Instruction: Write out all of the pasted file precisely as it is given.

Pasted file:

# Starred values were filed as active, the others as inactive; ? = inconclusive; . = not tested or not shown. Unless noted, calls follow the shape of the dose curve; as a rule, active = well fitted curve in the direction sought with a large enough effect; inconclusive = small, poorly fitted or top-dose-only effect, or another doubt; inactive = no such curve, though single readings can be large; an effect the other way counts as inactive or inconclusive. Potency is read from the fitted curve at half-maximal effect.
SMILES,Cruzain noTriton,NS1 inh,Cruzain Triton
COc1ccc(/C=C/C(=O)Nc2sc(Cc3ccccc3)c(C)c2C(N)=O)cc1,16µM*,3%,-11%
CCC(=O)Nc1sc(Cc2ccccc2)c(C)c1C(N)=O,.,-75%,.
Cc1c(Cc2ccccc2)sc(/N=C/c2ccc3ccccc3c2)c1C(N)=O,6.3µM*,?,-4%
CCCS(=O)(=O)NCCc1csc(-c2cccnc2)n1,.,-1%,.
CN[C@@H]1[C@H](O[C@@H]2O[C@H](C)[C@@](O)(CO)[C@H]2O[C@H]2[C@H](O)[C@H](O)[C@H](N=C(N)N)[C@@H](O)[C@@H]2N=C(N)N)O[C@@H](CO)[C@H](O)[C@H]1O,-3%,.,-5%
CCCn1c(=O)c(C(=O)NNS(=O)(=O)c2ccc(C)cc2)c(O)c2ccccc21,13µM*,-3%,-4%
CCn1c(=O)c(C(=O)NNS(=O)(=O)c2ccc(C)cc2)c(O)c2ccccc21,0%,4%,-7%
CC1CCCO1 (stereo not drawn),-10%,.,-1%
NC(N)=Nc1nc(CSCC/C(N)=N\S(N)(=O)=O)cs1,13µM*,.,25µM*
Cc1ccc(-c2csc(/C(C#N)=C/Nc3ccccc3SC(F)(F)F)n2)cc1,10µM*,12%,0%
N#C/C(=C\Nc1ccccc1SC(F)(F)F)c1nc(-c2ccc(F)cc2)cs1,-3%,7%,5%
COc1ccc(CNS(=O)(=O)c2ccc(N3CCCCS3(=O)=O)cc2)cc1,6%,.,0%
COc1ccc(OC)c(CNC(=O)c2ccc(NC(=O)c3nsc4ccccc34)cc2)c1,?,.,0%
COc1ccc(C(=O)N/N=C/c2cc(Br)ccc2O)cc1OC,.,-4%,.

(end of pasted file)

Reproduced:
# Starred values were filed as active, the others as inactive; ? = inconclusive; . = not tested or not shown. Unless noted, calls follow the shape of the dose curve; as a rule, active = well fitted curve in the direction sought with a large enough effect; inconclusive = small, poorly fitted or top-dose-only effect, or another doubt; inactive = no such curve, though single readings can be large; an effect the other way counts as inactive or inconclusive. Potency is read from the fitted curve at half-maximal effect.
SMILES,Cruzain noTriton,NS1 inh,Cruzain Triton
COc1ccc(/C=C/C(=O)Nc2sc(Cc3ccccc3)c(C)c2C(N)=O)cc1,16µM*,3%,-11%
CCC(=O)Nc1sc(Cc2ccccc2)c(C)c1C(N)=O,.,-75%,.
Cc1c(Cc2ccccc2)sc(/N=C/c2ccc3ccccc3c2)c1C(N)=O,6.3µM*,?,-4%
CCCS(=O)(=O)NCCc1csc(-c2cccnc2)n1,.,-1%,.
CN[C@@H]1[C@H](O[C@@H]2O[C@H](C)[C@@](O)(CO)[C@H]2O[C@H]2[C@H](O)[C@H](O)[C@H](N=C(N)N)[C@@H](O)[C@@H]2N=C(N)N)O[C@@H](CO)[C@H](O)[C@H]1O,-3%,.,-5%
CCCn1c(=O)c(C(=O)NNS(=O)(=O)c2ccc(C)cc2)c(O)c2ccccc21,13µM*,-3%,-4%
CCn1c(=O)c(C(=O)NNS(=O)(=O)c2ccc(C)cc2)c(O)c2ccccc21,0%,4%,-7%
CC1CCCO1 (stereo not drawn),-10%,.,-1%
NC(N)=Nc1nc(CSCC/C(N)=N\S(N)(=O)=O)cs1,13µM*,.,25µM*
Cc1ccc(-c2csc(/C(C#N)=C/Nc3ccccc3SC(F)(F)F)n2)cc1,10µM*,12%,0%
N#C/C(=C\Nc1ccccc1SC(F)(F)F)c1nc(-c2ccc(F)cc2)cs1,-3%,7%,5%
COc1ccc(CNS(=O)(=O)c2ccc(N3CCCCS3(=O)=O)cc2)cc1,6%,.,0%
COc1ccc(OC)c(CNC(=O)c2ccc(NC(=O)c3nsc4ccccc34)cc2)c1,?,.,0%
COc1ccc(C(=O)N/N=C/c2cc(Br)ccc2O)cc1OC,.,-4%,.